Islamic Invitation Turkey
        25 May 2018 - Friday - 10 Ramadan 1439 | 25/05/2018 (9) 24/05/2018 (52) 23/05/2018 (37) 22/05/2018 (40) 21/05/2018 (48) Total: 138,116 content        Facebook Twitter Youtube

‘Children in war-hit regions come under attack at ‘shocking’ scale in 2017’

28 December 2017 14:49

 

The United Nations Children’s Fund (UNICEF) has described 2017 as a devastating year for children trapped in conflict zones across the globe, saying the scale of attacks on children in war-ravaged regions reached “shocking” levels in the year.

In a new report published on Wednesday, the UN’s children agency said that throughout 2017, children in war-ravaged zones had come under attack in places where they naturally had to be safe, such as homes, schools, hospitals, and even playgrounds.

According to the UN body, children were employed as human shields, killed, maimed, kidnapped, raped, and even recruited against their will by armed outfits in conflict areas from Iraq, Syria, and Yemen to Nigeria, South Sudan, and Myanmar.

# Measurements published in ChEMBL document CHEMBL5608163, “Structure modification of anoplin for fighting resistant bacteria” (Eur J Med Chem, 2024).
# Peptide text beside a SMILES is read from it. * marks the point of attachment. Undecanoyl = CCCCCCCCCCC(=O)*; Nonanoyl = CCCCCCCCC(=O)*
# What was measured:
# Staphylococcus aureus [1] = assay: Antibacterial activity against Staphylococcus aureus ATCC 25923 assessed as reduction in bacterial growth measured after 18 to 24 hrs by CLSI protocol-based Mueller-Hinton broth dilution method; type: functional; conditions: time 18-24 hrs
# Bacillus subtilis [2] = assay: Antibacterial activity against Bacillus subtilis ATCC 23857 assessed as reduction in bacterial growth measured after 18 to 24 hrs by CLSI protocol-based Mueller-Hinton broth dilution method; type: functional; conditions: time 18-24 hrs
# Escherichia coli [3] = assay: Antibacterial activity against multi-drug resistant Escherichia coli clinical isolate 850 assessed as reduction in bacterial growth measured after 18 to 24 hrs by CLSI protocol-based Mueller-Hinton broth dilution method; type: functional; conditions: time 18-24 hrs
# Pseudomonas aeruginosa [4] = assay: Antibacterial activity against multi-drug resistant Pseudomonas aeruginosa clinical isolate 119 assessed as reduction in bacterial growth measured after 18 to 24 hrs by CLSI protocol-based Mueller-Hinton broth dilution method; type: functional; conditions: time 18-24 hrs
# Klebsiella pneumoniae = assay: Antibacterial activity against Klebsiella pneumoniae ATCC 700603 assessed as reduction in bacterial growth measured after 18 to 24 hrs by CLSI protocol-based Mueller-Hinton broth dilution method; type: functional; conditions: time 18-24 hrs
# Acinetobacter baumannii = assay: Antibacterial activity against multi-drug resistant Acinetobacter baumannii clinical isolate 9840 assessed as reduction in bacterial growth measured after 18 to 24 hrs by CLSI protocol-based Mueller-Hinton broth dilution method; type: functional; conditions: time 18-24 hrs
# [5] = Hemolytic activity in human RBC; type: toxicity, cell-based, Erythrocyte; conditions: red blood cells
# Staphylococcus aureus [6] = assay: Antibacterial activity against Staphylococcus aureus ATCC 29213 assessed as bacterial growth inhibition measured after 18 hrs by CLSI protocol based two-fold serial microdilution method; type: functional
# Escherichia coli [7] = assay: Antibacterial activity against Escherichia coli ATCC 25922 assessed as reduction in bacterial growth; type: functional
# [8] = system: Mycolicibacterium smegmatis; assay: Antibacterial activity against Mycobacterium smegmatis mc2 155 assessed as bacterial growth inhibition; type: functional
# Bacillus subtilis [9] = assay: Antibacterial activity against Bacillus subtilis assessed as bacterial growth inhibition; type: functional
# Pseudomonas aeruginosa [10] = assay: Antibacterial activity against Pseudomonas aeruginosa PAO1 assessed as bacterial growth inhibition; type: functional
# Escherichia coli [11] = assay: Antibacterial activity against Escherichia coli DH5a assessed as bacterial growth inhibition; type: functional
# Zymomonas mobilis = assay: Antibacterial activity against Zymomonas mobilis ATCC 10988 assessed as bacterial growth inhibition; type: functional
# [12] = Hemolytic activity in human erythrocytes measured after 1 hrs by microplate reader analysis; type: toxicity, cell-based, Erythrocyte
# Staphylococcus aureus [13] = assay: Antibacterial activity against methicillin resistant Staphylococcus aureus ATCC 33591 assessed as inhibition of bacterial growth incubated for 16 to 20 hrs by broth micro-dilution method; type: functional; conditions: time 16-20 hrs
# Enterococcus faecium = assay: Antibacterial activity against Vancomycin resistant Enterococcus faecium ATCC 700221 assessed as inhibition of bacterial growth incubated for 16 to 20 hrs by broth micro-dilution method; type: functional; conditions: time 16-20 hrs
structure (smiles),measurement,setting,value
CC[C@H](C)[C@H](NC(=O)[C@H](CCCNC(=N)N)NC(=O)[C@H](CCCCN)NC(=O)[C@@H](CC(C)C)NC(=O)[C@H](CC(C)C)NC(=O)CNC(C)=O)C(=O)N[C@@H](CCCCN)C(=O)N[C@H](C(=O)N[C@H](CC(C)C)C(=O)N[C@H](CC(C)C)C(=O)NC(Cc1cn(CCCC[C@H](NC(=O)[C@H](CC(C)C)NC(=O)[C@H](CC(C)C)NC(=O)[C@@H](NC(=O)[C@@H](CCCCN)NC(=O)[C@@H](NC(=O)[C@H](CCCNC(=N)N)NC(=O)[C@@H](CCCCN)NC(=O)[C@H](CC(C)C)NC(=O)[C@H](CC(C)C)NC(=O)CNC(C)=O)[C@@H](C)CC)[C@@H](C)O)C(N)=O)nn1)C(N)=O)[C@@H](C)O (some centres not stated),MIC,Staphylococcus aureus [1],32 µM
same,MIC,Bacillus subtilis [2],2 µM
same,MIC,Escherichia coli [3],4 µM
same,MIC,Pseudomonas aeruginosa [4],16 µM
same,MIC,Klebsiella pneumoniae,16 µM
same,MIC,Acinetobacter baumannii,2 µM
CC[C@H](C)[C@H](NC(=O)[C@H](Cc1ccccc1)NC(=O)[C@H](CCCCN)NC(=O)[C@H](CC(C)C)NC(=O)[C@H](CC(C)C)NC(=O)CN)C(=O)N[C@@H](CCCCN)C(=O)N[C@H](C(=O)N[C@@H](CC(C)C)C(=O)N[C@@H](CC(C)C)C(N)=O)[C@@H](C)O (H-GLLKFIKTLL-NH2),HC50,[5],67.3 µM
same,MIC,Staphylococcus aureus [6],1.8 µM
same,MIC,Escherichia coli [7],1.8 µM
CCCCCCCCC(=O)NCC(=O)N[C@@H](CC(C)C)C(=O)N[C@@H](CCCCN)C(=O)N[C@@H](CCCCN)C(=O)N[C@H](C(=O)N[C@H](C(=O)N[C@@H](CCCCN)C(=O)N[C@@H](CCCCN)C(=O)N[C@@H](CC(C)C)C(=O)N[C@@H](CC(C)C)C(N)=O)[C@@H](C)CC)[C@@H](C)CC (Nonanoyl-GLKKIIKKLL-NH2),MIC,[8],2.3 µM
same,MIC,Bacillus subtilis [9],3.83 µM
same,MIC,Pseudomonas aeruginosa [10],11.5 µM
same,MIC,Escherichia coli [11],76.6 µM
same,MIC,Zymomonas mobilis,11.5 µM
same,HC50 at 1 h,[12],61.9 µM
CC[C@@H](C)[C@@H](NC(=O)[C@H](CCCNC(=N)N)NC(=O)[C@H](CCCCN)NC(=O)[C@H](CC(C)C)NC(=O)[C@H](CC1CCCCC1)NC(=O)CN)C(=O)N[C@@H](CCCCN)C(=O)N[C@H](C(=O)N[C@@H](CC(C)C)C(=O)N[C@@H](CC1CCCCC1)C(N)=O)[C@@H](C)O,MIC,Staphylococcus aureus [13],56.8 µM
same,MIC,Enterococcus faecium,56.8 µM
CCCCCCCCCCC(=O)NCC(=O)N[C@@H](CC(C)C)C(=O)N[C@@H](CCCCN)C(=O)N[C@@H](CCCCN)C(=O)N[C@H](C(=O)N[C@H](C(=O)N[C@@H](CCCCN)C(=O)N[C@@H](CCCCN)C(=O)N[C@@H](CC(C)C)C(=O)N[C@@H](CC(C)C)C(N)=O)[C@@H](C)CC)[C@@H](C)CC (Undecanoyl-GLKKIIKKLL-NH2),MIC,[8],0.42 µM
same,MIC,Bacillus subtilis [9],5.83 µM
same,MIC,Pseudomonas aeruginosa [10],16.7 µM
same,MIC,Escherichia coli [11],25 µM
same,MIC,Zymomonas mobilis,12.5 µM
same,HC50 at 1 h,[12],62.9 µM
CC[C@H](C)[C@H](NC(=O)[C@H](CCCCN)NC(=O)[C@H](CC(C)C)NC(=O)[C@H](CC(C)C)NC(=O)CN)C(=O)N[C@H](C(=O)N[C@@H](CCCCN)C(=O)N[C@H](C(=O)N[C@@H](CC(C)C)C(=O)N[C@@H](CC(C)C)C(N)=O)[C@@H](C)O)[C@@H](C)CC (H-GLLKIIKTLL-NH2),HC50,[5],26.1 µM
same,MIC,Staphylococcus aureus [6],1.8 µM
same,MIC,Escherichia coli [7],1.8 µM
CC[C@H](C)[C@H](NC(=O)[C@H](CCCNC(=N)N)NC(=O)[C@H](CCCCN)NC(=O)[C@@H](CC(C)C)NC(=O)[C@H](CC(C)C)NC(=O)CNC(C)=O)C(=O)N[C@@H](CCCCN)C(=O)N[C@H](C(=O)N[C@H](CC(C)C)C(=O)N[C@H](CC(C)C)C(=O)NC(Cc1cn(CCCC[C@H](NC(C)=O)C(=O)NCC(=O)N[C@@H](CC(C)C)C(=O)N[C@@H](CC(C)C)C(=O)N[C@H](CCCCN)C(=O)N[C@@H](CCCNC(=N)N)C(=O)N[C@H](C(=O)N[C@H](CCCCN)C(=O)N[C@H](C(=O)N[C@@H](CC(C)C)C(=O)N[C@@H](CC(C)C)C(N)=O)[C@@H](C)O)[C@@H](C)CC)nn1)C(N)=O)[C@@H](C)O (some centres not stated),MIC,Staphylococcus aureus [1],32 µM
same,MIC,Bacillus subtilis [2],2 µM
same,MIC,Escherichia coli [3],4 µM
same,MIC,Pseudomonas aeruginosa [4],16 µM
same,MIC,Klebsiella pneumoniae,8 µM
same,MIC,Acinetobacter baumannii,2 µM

‘Sex traffickers preying on Rohingya children’

Rohingya women and children fleeing to Bangladesh to stay safe from Myanmar’s brutal persecution are now dealing with sexual predators and human traffickers there.

Furthermore, millions of children also bore the brunt of diseases spread as a result of medical shortages caused by fighting, the report said, adding that children also suffered from malnutrition and trauma when access to food, water, and sanitation, and health services was impeded by constant hostilities.

“As these attacks continue year after year, we cannot become numb. Such brutality cannot be the new normal,” said UNICEF Director Manuel Fontaine.

The report also said that some 27 million children in conflict regions had been forced out of school.

“UNICEF calls on all parties to conflict to abide by their obligations under international law to immediately end violations against children and the targeting of civilian infrastructure, including schools and hospitals,” the reports added, calling on countries with influence over involved parties to conflicts “to use that influence to protect children.”

Scroll Up